Angry with Osama bin Laden’s anti-American rhetoric, Washington pressed the Sudanese government to expel him from its country, where he had settled after the fighting in Afghanistan had ended. Osama chartered a plane and landed in Jalalabad, Afghanistan.
The Afghans liked him. He filled their empty coffers with his Saudi-billionaire dad’s petro dollars. And we know what happened then. After being absent from the scene for a decade, the tragedy of 9/11 compelled Washington to invade Afghanistan.
The mistake of abandoning Afghanistan, a country which had fought the last proxy-battle of the Cold War and paid an unimaginably high price for doing so, had forced the United States back to that country where the U.S. is still fighting the longest war in its history, a war that has destroyed about 2,400 American lives and cost American taxpayers about $1 trillion.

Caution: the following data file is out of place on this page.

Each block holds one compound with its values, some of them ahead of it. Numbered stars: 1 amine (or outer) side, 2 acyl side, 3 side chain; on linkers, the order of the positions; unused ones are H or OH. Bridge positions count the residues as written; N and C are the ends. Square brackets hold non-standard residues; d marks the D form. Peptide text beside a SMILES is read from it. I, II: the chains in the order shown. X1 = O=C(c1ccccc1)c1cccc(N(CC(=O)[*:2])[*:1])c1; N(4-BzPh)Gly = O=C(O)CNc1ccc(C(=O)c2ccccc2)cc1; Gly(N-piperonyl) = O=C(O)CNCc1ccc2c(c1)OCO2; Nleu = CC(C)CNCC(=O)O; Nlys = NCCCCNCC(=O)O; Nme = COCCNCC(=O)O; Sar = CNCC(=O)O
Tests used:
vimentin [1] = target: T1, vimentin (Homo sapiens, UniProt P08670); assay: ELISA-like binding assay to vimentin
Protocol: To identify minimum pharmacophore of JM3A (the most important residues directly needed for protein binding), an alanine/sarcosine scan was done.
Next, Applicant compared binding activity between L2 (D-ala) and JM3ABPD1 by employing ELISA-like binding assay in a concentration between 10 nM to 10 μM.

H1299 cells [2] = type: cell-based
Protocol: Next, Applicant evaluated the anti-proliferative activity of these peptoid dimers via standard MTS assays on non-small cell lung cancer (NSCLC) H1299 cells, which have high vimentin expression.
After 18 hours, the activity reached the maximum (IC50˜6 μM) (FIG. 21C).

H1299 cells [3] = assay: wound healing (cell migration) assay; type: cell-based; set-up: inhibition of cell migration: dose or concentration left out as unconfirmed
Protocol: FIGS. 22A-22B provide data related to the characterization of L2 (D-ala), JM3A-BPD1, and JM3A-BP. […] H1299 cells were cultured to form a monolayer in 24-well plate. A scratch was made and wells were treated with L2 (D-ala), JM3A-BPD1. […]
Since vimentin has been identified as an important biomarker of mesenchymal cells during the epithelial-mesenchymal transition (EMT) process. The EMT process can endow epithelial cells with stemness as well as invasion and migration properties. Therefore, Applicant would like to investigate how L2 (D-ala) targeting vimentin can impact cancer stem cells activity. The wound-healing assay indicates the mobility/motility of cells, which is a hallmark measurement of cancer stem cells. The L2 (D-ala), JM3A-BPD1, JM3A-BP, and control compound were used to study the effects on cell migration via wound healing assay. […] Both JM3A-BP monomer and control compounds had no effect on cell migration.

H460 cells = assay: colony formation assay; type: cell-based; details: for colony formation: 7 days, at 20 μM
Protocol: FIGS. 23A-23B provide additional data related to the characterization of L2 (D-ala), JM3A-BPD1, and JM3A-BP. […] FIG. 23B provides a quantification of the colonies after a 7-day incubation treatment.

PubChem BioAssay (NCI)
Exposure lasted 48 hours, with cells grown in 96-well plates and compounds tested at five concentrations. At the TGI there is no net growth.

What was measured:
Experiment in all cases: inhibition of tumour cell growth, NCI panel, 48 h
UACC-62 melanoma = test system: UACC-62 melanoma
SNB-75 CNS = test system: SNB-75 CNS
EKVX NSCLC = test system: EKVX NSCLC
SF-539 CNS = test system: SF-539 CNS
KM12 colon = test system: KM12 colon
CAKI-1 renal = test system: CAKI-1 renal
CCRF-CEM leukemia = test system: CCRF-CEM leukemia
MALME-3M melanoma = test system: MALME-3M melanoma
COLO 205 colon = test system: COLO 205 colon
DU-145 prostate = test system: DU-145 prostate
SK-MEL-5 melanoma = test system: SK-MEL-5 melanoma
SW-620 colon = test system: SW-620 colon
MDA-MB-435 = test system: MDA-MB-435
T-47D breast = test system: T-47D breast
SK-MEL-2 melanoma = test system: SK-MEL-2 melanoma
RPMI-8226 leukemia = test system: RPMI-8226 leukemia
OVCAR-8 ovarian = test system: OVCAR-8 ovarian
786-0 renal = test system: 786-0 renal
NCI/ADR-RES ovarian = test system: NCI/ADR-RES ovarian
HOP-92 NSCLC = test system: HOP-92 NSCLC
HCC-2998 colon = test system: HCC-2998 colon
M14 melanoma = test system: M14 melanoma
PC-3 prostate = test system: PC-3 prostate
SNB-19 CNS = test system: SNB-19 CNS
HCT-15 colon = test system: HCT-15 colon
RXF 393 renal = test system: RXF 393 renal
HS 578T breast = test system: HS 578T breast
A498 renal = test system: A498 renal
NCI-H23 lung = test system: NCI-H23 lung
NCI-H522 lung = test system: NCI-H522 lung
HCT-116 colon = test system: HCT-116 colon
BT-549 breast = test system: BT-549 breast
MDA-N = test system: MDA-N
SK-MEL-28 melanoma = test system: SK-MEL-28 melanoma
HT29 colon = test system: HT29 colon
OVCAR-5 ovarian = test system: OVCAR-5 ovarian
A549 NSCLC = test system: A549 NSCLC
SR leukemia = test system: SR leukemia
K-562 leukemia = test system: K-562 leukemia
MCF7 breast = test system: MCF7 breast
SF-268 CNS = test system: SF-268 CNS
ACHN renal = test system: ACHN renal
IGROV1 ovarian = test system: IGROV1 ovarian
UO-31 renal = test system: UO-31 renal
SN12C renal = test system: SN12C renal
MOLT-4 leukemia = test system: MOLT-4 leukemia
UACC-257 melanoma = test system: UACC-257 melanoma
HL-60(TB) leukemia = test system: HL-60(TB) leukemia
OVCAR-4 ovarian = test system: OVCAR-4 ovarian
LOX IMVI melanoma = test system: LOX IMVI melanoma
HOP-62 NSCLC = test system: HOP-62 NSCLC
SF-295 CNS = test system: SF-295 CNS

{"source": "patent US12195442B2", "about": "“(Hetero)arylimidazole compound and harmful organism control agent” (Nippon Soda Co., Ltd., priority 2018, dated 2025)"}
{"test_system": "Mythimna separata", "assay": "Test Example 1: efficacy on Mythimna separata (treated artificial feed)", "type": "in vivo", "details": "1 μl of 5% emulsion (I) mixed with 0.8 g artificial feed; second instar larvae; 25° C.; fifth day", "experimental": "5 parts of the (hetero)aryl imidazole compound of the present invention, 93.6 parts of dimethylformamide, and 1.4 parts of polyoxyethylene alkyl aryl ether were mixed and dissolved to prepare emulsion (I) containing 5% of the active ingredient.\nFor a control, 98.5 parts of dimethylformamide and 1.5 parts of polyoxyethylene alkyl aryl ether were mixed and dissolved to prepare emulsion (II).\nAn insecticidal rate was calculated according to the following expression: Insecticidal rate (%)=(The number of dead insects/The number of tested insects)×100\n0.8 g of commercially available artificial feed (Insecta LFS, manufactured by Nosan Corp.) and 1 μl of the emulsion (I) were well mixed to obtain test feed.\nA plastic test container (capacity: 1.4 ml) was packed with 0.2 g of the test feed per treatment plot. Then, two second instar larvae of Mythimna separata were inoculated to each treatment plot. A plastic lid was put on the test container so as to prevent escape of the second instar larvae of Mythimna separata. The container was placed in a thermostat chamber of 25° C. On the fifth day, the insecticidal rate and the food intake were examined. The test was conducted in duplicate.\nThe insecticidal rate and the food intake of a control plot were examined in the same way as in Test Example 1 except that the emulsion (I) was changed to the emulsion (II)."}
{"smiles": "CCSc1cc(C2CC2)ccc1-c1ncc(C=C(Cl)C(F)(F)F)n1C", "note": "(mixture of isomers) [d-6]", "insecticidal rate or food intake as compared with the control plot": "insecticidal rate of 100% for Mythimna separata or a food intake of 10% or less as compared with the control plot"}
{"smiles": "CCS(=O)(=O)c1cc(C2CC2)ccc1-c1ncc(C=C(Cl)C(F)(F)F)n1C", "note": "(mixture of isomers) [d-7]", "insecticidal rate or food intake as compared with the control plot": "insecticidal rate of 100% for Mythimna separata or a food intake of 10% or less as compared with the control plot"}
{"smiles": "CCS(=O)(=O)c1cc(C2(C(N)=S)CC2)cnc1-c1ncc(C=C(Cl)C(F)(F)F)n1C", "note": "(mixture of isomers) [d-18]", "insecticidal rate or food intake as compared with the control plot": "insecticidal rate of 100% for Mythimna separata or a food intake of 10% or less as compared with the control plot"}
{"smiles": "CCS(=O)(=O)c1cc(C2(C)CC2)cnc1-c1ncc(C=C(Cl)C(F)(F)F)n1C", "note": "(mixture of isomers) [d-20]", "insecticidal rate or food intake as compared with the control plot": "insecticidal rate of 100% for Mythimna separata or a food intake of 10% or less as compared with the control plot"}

China’s economy is anticipated to overtake in size the U.S.’s in the early 2020s. Such a powerful economy will deliver China the financial means to close the gap between the two country’s military forces. China seems destined to be the other superpower. It is in the interest of both to establish a measure of trust between them, avoiding the trauma of another Cold War.
Trusting relations between them could also unravel the North Korean dilemma of a rogue state possessing nuclear bombs.
But the greatest danger to America’s interest emanates from the alliance between Russia, Turkey, and Iran. There is not much the U.S. can do about Putin’s ambitions to recreate the Soviet Union’s glory days of being a feared superpower. In this, he has the backing of his people who were psychologically and materially hurt when Soviet Russia collapsed.